How I Started Early Morning Writing
- 7:00-8:00 - Prep for Work
- 8:00-8:15 - Commute (Driving wish I could take public transportation, used to write on the bus on the way to my old job)
- 8:15-12:00 - Work
- 12:00-1:00 - Lunch, I usually spend at least a half an hour writing and eating.
- 1:00 - 4:30 - Work
- 4:30 - 4:45 - Commute
- 4:45 - 7:30 - Spend time with my son, eat supper, do odds and ends around the house
- 7:30 - 8:00 - Put son to bed
- 8:00 - 10:00 - Quality time with my wife
- 10:00-7:00 - Sleep (well as much as I can with a 6week old sharing the bed)
1: Just Do it!If you are already a morning person than you obviously don't have much trouble getting going. Me, I find that I have drank an entire pot of coffee before I have gotten the energy to even blink. You have to realize it's a mind set, a habit you must break, figure out your priorities. I always thought that getting up before you had to was for old people. That normal people stayed in bed for as long as they possibly could, calculating what you could shave off time wise to hit that snooze button one more time. An hour and a half of writing? That's like ten hits on the snooze button! STOP IT! If you can't find anything other than some sleep time to sacrifice for writing time you are likely a grown up (I'd use adult but I was that long before I became a grown-up). As a grown up you don't need to laze around in bed as long as you can. If you are serious about writing then use this time. If you have to skip watching the news and go to bed an hour earlier so be it.
It is so much easier to surf, hang out on twitter, catch up on e-mail and all the other things that computers are used for. It's time to pretend your computer is a typewriter. The computer I use is almost old enough to vote. I can't hook up to the Internet if I wanted to. Have an old laptop kicking around? Use that if you can. Trust me, early in the morning is the easiest time to click on the little e (or C or whatever) and then before you know it, it's time for work. Unplug your computer from the Internet, create a profile that can't access. Do something that will keep you from turning on the Internet. This time is for writing only, not even anything writer related (research/marketing etc). Have your coffee and breakfast ready before you start, feed and walk your dogs, drug your wife, whatever it takes to eliminate anything that will get in the way of your productivity.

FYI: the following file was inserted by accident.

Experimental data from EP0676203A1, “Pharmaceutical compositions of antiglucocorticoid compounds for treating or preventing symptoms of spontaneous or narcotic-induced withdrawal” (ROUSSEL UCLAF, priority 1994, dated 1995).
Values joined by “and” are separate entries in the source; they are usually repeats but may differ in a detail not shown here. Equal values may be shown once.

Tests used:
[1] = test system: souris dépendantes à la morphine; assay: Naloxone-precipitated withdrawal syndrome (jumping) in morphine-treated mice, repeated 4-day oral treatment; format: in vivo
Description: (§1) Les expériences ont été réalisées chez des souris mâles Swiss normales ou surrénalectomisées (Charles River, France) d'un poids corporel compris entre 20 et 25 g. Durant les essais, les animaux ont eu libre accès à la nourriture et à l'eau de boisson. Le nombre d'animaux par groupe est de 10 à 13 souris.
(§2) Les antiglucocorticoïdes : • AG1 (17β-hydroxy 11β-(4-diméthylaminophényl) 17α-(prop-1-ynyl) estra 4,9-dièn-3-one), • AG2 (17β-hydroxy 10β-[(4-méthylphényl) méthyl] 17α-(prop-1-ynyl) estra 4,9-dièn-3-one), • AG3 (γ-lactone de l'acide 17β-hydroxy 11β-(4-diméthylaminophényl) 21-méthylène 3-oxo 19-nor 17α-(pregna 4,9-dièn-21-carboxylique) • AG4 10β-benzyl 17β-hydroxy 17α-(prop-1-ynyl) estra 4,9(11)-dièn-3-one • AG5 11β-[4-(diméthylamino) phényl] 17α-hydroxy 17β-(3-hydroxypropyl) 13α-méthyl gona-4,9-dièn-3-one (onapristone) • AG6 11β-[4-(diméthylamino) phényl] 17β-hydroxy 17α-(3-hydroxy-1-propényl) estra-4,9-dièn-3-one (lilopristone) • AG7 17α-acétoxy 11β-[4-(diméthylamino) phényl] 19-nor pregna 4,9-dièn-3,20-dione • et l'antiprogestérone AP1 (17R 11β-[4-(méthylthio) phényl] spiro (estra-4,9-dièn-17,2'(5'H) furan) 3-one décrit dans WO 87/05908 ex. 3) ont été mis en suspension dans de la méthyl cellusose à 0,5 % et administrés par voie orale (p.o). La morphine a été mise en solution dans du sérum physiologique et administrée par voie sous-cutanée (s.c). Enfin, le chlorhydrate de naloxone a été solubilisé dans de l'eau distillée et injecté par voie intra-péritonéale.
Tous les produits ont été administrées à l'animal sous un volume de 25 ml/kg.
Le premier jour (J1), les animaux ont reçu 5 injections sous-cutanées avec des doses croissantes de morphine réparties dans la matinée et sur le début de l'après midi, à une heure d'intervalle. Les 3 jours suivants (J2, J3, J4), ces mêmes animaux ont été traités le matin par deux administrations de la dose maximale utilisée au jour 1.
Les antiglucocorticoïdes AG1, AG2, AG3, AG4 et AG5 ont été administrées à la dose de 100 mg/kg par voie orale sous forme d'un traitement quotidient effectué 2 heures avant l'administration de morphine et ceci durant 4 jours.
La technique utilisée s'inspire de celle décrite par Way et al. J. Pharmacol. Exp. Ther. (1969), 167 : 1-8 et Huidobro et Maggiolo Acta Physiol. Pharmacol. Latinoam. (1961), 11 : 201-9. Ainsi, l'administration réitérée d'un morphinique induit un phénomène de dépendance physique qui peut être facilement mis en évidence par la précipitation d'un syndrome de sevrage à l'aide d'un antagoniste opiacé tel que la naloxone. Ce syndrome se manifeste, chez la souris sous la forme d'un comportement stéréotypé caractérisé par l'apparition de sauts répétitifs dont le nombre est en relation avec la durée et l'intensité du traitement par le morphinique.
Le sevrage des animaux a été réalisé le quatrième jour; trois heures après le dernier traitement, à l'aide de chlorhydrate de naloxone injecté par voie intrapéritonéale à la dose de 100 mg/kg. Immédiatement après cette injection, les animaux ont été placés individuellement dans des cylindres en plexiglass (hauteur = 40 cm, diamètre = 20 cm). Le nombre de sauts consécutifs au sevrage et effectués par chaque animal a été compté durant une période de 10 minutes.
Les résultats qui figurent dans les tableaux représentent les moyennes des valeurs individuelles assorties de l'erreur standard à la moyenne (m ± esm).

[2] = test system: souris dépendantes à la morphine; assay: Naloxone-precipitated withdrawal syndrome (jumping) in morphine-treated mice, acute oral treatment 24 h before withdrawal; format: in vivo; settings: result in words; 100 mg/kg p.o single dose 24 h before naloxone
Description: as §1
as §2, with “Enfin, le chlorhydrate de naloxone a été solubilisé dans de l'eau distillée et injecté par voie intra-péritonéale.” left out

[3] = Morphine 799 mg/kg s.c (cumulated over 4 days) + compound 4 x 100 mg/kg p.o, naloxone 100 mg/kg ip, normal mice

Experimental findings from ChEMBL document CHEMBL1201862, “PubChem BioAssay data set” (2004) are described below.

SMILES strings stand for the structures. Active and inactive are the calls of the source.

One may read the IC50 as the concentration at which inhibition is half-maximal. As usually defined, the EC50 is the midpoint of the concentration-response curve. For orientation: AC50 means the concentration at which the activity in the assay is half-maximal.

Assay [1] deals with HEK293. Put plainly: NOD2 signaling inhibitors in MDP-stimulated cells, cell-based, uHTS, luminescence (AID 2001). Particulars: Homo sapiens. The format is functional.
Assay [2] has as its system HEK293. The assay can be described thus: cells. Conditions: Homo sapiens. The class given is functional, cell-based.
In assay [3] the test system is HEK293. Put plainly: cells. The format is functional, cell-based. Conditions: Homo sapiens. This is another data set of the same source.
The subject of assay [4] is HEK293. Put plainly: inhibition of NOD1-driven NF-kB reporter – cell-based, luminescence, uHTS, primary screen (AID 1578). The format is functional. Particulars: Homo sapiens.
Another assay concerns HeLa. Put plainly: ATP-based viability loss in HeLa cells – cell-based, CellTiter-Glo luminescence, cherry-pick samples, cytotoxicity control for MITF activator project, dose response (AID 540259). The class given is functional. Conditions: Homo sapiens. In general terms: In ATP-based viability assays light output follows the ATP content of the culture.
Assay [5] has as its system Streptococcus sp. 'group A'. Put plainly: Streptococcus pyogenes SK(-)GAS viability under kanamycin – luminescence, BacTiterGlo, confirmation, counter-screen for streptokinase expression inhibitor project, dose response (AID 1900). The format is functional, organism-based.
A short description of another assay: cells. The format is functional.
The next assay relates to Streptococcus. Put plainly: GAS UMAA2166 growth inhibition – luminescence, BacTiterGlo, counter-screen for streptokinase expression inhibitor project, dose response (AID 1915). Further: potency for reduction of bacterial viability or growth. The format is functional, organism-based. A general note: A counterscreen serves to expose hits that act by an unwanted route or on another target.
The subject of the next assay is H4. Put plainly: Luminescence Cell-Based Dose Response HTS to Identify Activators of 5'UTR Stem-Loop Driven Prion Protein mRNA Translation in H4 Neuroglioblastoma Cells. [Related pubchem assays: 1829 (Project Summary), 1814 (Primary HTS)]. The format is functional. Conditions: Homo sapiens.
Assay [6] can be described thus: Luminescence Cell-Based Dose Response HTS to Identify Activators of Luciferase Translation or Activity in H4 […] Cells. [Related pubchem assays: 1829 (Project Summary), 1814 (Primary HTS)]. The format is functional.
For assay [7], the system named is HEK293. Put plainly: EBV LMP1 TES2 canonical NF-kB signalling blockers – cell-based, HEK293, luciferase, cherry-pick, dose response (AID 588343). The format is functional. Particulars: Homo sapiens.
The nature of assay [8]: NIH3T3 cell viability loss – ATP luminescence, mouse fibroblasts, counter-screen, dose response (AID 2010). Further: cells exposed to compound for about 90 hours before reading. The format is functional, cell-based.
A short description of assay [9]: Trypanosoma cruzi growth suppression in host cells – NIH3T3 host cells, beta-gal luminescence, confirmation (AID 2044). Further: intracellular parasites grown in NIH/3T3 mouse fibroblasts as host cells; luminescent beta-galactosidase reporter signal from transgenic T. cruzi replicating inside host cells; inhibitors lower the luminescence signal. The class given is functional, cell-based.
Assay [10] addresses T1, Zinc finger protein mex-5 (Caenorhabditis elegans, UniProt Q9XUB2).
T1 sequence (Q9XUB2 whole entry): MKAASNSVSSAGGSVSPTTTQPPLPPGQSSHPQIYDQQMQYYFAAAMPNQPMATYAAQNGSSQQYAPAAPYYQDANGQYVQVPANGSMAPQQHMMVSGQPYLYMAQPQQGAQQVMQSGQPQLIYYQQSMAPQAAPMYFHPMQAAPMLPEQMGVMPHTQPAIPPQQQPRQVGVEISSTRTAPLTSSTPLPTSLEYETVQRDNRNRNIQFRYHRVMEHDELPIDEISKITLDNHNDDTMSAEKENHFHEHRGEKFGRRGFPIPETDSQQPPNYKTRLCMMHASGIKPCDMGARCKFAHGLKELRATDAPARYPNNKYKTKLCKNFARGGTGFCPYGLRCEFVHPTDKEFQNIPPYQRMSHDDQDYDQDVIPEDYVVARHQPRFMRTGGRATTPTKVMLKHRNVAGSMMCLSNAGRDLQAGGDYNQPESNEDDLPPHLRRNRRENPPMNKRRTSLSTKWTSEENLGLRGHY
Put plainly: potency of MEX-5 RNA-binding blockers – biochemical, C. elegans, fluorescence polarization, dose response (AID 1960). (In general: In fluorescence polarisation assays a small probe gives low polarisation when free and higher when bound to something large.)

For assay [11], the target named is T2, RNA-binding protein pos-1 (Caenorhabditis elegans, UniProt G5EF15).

I knew from the get go that there was no way I could write new stuff at that time in the morning. If you are an outliner, that's awesome. Don't try outlining, try filling stuff in. I am not an outliner, I am a plodder. If I try to plod ahead with my story this early in the morning when I'm not used to hid my face will be in the dirt. Nothing is more disheartening writing page after page of crap.
I do it six days a week. I take Sundays off because, lets face it, I'm dedicated but not crazy. Think of it like your job. If you stayed up late the night before and were really tired could you sleep in in the morning? (The answer is no by the way). You have to tell yourself you are doing this because you are a serious writer. Explain to those around you that getting up early doesn't mean unloading the dishwasher or taking the dogs for an extra walk or changing a poopie diaper. If you wake up to a puddle on the floor from a blown pipe think to yourself, if I had woken up an hour later then what? Go write and deal with it in a hour.
Share your writing with people, your S.O., tweet about it, set goals and share them in a Blog with a table. My goal is to write at least 500 words every morning. I tried to set up a club on twitter (#6amWriters) where you reported you word count and encouraged others to share theirs. So far I have only convinced one person to do it one time, I blame it on #pubwrite. If this could get off the ground it would be a great resource. I find that it's all fine and good to set your goals and try to achieve them but if the only guilt you feel for not doing it is your own you eventually loose focus and that snooze button starts growing again.
Thanks for Reading
D. Ryan Leask